‘Globalization’ is a vague and general term, rather like ‘development’ or ‘poverty’. Globalization includes increases in trade (exchange of goods and services across international borders), but also increase in international investment (flows of capital across international borders) in its various forms (foreign direct investment, portfolio investment, short-term finance, speculation on foreign exchange markets etc.). It also includes an intensified transfer of technology, greater ease and rapidity of communication, due to new information technology, more tourism and travel and, to a more limited extent, migration of labor. All these different aspects of globalization are interwoven with each other and are often mutually reinforcing. They are also connected and interwoven with domestic deregulation, privatization and other reforms in line with the Washington Consensus. In this brief note we rather arbitrarily pick out one single element, i.e. the increase in international trade which is often taken as the flagship measure of globalization.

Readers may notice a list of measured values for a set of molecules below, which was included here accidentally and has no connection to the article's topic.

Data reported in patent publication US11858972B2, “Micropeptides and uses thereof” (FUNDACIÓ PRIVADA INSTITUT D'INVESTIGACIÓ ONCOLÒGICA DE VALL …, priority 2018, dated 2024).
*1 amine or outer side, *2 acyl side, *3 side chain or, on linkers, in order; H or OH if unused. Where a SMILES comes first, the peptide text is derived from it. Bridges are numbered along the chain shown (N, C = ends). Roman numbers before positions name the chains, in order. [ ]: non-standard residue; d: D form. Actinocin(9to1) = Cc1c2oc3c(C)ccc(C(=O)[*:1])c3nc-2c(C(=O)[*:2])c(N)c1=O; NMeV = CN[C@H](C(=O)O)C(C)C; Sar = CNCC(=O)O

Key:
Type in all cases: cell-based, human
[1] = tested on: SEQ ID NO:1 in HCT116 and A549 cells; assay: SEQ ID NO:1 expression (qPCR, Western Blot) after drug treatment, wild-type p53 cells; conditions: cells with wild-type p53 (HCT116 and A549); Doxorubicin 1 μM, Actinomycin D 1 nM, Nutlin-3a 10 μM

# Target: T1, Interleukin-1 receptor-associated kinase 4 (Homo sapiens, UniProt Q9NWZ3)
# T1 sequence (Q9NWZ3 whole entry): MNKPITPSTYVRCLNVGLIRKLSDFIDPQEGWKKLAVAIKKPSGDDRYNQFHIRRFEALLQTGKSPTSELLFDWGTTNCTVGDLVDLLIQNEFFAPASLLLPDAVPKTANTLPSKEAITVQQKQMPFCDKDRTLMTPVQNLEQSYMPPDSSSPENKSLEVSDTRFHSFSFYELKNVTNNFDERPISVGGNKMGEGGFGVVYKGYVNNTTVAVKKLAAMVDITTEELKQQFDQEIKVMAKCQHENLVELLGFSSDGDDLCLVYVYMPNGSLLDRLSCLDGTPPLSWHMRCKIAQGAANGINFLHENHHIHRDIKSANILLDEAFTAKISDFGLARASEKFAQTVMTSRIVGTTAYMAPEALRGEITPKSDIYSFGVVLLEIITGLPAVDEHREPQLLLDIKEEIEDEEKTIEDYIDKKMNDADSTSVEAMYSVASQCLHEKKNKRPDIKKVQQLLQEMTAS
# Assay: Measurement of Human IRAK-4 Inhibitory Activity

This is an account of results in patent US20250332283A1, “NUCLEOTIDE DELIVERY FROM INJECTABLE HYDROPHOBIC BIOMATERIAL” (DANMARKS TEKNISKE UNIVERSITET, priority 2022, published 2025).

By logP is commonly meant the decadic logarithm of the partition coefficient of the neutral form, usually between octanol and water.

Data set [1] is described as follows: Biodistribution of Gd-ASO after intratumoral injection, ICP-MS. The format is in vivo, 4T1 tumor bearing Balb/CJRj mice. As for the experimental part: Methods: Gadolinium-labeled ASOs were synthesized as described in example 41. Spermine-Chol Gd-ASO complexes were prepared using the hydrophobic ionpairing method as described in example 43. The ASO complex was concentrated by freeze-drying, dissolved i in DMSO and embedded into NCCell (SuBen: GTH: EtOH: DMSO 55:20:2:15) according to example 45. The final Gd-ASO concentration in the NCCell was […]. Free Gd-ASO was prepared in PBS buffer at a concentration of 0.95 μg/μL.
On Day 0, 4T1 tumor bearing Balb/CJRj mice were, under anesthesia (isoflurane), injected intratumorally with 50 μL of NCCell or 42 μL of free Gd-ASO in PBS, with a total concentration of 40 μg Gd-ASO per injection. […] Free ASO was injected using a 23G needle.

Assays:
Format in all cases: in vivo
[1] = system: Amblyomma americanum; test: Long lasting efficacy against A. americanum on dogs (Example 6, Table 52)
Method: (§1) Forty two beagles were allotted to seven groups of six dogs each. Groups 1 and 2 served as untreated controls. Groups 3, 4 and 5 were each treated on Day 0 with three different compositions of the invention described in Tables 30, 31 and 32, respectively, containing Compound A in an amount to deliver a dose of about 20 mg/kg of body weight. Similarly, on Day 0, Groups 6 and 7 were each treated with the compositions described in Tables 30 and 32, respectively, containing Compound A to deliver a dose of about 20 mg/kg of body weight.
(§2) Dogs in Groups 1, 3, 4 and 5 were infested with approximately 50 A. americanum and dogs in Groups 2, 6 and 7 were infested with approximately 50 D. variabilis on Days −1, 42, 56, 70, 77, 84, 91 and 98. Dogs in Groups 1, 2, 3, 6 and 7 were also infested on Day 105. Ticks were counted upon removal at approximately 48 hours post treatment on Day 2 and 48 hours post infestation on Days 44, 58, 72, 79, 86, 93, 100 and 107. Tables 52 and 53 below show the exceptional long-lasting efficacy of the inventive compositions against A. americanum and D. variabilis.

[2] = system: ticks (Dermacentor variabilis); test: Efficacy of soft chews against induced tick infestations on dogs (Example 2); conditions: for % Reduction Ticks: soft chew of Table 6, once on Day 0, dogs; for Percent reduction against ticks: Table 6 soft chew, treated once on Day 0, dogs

Weitere Kapitel dieses Buchs durch Wischen aufrufen
- Some Reflections on Trade Expansion as a Measure of Globalization
H. W. Singer
- Palgrave Macmillan UK
Pluta Logo/© Pluta, Rombach Rechtsanwälte/© Rombach Rechtsanwälte